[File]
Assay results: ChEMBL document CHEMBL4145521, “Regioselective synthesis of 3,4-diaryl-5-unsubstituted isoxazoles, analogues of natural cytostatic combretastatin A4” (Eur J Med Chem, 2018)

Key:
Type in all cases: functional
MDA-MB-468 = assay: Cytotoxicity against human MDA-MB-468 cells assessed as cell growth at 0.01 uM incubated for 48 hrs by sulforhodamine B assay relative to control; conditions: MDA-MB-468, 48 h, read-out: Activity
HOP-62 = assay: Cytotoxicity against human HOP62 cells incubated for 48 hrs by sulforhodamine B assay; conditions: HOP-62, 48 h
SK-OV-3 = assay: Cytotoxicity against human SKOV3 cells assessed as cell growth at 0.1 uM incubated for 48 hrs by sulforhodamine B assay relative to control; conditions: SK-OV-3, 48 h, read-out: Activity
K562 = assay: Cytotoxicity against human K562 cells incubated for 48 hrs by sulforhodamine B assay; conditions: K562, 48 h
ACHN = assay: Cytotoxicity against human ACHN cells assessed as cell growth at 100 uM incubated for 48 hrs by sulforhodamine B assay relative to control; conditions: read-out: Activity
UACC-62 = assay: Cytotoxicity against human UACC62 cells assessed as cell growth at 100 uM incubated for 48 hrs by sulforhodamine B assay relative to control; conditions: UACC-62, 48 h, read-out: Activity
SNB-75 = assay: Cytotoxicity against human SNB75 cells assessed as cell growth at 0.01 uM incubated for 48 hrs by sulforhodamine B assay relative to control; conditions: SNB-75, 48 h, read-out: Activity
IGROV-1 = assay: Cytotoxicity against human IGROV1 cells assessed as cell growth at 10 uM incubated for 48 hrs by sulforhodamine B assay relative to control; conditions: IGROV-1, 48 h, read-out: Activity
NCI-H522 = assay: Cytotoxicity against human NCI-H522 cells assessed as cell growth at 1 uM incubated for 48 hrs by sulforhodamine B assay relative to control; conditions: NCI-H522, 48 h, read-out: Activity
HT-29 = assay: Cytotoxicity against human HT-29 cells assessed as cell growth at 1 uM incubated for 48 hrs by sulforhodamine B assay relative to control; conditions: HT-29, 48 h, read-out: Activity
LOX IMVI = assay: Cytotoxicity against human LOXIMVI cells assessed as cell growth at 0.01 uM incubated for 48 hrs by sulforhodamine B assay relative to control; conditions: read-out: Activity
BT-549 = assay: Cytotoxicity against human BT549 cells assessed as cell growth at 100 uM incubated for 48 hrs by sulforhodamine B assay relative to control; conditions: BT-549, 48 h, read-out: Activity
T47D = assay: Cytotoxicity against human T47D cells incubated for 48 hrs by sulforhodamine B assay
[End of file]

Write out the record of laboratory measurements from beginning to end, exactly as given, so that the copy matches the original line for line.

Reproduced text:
Assay results: ChEMBL document CHEMBL4145521, “Regioselective synthesis of 3,4-diaryl-5-unsubstituted isoxazoles, analogues of natural cytostatic combretastatin A4” (Eur J Med Chem, 2018)

Key:
Type in all cases: functional
MDA-MB-468 = assay: Cytotoxicity against human MDA-MB-468 cells assessed as cell growth at 0.01 uM incubated for 48 hrs by sulforhodamine B assay relative to control; conditions: MDA-MB-468, 48 h, read-out: Activity
HOP-62 = assay: Cytotoxicity against human HOP62 cells incubated for 48 hrs by sulforhodamine B assay; conditions: HOP-62, 48 h
SK-OV-3 = assay: Cytotoxicity against human SKOV3 cells assessed as cell growth at 0.1 uM incubated for 48 hrs by sulforhodamine B assay relative to control; conditions: SK-OV-3, 48 h, read-out: Activity
K562 = assay: Cytotoxicity against human K562 cells incubated for 48 hrs by sulforhodamine B assay; conditions: K562, 48 h
ACHN = assay: Cytotoxicity against human ACHN cells assessed as cell growth at 100 uM incubated for 48 hrs by sulforhodamine B assay relative to control; conditions: read-out: Activity
UACC-62 = assay: Cytotoxicity against human UACC62 cells assessed as cell growth at 100 uM incubated for 48 hrs by sulforhodamine B assay relative to control; conditions: UACC-62, 48 h, read-out: Activity
SNB-75 = assay: Cytotoxicity against human SNB75 cells assessed as cell growth at 0.01 uM incubated for 48 hrs by sulforhodamine B assay relative to control; conditions: SNB-75, 48 h, read-out: Activity
IGROV-1 = assay: Cytotoxicity against human IGROV1 cells assessed as cell growth at 10 uM incubated for 48 hrs by sulforhodamine B assay relative to control; conditions: IGROV-1, 48 h, read-out: Activity
NCI-H522 = assay: Cytotoxicity against human NCI-H522 cells assessed as cell growth at 1 uM incubated for 48 hrs by sulforhodamine B assay relative to control; conditions: NCI-H522, 48 h, read-out: Activity
HT-29 = assay: Cytotoxicity against human HT-29 cells assessed as cell growth at 1 uM incubated for 48 hrs by sulforhodamine B assay relative to control; conditions: HT-29, 48 h, read-out: Activity
LOX IMVI = assay: Cytotoxicity against human LOXIMVI cells assessed as cell growth at 0.01 uM incubated for 48 hrs by sulforhodamine B assay relative to control; conditions: read-out: Activity
BT-549 = assay: Cytotoxicity against human BT549 cells assessed as cell growth at 100 uM incubated for 48 hrs by sulforhodamine B assay relative to control; conditions: BT-549, 48 h, read-out: Activity
T47D = assay: Cytotoxicity against human T47D cells incubated for 48 hrs by sulforhodamine B assay